Now, imagine instead, that your customer service advisers have immediate access to branded videos that you have created to demonstrate how to use commonly returned products.

The customer live chats with an advisor and the advisor offers to shares video content to help the customer. This may be live within the chat.

Or it could be emailed to the customer after the call. Now imagine that email also included other content to help the customer make the most of their purchase or discover related products. And what if you also included a £10 voucher for their inconvenience, to be spent next time they’re online or in-store…

This is just one example of how omnichannel experiences can improve customer service, support brand reputation and encourage repeat custom.

Takeaway for retail marketers

Retailers and manufacturers should consider investing in pre-recorded branded customer service content - to serve up via their website, in live chats, and in follow-ups with customers.

To ensure customer advisors can easily access this content, a suitable Digital Asset Management system is essential. A DAM makes content searchable and discoverable within two or three clicks, meaning customer service can resolve customer complaints lightning fast.

Furthermore, your DAM can be used to save and organise customer call recordings. Your service agents can tag recordings and save them to the DAM for future reference. Or perhaps they can be automatically tagged based on the use of keywords within the conversation…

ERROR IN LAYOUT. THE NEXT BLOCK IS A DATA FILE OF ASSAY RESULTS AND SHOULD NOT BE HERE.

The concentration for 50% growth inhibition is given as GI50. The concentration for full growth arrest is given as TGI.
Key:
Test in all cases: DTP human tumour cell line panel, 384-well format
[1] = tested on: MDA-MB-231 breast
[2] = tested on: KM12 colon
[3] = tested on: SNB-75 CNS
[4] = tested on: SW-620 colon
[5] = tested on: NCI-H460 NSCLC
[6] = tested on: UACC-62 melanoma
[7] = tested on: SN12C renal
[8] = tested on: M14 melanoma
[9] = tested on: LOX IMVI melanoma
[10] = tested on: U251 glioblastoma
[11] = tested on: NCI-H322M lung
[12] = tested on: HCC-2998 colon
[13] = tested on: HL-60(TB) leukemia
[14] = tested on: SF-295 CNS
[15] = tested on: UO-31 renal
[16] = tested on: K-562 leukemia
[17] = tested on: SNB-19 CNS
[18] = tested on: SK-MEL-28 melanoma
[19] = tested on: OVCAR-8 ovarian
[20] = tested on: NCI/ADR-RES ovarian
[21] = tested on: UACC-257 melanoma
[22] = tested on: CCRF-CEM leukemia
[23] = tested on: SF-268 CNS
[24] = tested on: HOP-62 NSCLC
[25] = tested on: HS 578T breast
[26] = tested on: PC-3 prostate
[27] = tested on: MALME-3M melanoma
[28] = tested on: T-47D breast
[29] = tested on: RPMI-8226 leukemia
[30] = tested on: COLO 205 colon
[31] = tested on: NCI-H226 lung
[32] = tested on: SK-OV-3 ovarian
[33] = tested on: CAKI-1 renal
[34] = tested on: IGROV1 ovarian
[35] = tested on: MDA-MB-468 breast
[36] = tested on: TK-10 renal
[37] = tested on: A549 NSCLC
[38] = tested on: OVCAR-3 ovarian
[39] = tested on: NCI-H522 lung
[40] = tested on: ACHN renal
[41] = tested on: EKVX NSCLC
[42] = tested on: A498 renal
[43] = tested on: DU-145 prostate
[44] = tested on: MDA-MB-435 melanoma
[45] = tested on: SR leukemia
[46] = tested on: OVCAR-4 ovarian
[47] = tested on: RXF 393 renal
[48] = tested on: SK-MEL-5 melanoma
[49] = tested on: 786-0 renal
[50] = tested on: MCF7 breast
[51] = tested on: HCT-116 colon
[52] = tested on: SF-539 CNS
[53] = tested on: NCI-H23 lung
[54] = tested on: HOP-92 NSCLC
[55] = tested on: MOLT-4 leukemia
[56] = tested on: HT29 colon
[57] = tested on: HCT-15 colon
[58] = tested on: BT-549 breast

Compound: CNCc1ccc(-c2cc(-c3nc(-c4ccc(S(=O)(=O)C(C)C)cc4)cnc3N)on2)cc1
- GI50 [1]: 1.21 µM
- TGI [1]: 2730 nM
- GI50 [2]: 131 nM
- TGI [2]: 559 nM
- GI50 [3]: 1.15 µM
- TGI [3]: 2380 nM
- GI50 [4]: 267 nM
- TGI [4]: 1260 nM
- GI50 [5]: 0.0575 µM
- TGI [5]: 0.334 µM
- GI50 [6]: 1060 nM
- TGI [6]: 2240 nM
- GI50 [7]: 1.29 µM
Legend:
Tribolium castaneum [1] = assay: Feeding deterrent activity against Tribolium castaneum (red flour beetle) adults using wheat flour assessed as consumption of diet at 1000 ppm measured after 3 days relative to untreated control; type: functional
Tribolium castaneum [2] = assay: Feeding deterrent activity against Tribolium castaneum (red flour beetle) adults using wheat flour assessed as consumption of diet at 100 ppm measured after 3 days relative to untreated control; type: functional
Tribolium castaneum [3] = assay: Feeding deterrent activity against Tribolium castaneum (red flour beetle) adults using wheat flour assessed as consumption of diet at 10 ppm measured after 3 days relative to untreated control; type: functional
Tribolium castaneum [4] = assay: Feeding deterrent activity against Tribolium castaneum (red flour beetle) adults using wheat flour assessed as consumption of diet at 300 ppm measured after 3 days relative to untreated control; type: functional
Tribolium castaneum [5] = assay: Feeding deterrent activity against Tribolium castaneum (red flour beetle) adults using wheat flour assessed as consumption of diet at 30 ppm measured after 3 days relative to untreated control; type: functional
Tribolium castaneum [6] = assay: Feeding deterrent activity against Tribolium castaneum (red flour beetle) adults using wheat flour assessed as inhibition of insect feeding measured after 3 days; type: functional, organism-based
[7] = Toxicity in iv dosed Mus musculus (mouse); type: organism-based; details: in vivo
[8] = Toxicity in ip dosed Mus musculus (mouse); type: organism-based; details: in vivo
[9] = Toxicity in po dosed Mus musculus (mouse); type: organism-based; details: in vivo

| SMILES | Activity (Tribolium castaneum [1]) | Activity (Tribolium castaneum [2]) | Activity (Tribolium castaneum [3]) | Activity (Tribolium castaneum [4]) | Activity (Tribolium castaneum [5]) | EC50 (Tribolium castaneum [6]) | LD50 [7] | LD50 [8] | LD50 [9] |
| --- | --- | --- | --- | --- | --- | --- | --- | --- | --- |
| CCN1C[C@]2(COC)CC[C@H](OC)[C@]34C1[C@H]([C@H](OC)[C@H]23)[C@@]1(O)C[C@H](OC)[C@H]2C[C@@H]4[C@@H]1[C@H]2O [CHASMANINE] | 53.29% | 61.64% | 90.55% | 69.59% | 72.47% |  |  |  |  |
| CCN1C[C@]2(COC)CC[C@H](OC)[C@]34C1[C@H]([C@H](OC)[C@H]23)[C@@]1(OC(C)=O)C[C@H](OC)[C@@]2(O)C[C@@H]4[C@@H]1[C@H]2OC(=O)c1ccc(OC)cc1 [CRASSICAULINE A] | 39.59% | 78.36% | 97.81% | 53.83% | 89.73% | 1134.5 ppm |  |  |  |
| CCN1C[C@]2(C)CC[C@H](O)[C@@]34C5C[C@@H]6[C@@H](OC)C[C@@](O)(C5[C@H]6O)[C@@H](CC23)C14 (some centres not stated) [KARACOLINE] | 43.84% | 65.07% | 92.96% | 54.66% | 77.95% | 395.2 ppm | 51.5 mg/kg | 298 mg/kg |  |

These recordings can be very valuable. For example, to discover recurrent complaints or to defend against litigation. Sync this with PIM to attach useful data on defects and complaints to your product data.

DAM and PIM combined offer exciting opportunities for forward-looking, customer-focused retailers.

Increased opportunities and complexity for retail content marketers

Shopify’s The Future of Commerce report paints a picture of unrivaled opportunities for retail marketers: new platforms, enhanced functionality, and increased ownership of platforms and data.

However, exploiting these opportunities effectively represents a significant challenge. More platforms and higher content demands mean increased complexity. And with complexity comes risk and inefficiency.

A priority for retail marketers needs to be aligning people, processes, and technology to deliver omnichannel experiences at scale and with maximum efficiency.

WoodWing works with retailers and CPG brands around the world to streamline their content production processes by integrating their PIM with our sector-leading software. We call it content orchestration for retail.

If you’re serious about owning omnichannel, get in touch to discuss how WoodWing can make your retail content production faster, safer, and infinitely more scalable.